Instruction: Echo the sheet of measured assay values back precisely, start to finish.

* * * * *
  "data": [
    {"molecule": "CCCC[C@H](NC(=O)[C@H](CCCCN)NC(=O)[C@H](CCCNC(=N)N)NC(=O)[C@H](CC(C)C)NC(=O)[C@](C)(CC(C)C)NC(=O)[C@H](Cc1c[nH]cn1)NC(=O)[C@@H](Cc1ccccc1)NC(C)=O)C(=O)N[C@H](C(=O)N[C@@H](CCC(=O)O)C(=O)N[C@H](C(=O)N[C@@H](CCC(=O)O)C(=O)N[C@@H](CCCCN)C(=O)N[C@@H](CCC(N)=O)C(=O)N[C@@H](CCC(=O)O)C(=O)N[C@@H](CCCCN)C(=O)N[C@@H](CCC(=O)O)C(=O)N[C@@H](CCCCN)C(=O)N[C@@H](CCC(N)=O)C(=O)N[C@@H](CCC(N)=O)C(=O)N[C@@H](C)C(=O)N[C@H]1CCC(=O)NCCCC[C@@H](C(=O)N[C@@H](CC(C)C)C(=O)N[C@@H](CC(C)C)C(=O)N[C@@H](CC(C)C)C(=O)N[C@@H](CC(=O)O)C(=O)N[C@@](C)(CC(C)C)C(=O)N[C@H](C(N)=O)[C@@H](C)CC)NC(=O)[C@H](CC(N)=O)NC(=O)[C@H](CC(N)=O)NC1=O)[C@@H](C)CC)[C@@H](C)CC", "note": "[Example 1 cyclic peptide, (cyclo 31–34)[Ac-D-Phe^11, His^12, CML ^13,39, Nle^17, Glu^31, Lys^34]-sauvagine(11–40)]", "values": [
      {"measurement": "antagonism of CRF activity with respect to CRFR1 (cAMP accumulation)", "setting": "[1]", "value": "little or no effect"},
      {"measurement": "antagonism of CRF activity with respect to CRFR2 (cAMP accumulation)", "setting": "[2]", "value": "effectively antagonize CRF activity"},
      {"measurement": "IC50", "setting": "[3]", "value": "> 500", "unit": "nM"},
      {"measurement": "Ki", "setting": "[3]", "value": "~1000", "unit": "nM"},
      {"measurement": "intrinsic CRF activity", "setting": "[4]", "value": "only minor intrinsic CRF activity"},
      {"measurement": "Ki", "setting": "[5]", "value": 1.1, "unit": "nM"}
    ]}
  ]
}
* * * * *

  "data": [
    {"molecule": "CCCC[C@H](NC(=O)[C@H](CCCCN)NC(=O)[C@H](CCCNC(=N)N)NC(=O)[C@H](CC(C)C)NC(=O)[C@](C)(CC(C)C)NC(=O)[C@H](Cc1c[nH]cn1)NC(=O)[C@@H](Cc1ccccc1)NC(C)=O)C(=O)N[C@H](C(=O)N[C@@H](CCC(=O)O)C(=O)N[C@H](C(=O)N[C@@H](CCC(=O)O)C(=O)N[C@@H](CCCCN)C(=O)N[C@@H](CCC(N)=O)C(=O)N[C@@H](CCC(=O)O)C(=O)N[C@@H](CCCCN)C(=O)N[C@@H](CCC(=O)O)C(=O)N[C@@H](CCCCN)C(=O)N[C@@H](CCC(N)=O)C(=O)N[C@@H](CCC(N)=O)C(=O)N[C@@H](C)C(=O)N[C@H]1CCC(=O)NCCCC[C@@H](C(=O)N[C@@H](CC(C)C)C(=O)N[C@@H](CC(C)C)C(=O)N[C@@H](CC(C)C)C(=O)N[C@@H](CC(=O)O)C(=O)N[C@@](C)(CC(C)C)C(=O)N[C@H](C(N)=O)[C@@H](C)CC)NC(=O)[C@H](CC(N)=O)NC(=O)[C@H](CC(N)=O)NC1=O)[C@@H](C)CC)[C@@H](C)CC", "note": "[Example 1 cyclic peptide, (cyclo 31–34)[Ac-D-Phe^11, His^12, CML ^13,39, Nle^17, Glu^31, Lys^34]-sauvagine(11–40)]", "values": [
      {"measurement": "antagonism of CRF activity with respect to CRFR1 (cAMP accumulation)", "setting": "[1]", "value": "little or no effect"},
      {"measurement": "antagonism of CRF activity with respect to CRFR2 (cAMP accumulation)", "setting": "[2]", "value": "effectively antagonize CRF activity"},
      {"measurement": "IC50", "setting": "[3]", "value": "> 500", "unit": "nM"},
      {"measurement": "Ki", "setting": "[3]", "value": "~1000", "unit": "nM"},
      {"measurement": "intrinsic CRF activity", "setting": "[4]", "value": "only minor intrinsic CRF activity"},
      {"measurement": "Ki", "setting": "[5]", "value": 1.1, "unit": "nM"}
    ]}
  ]
}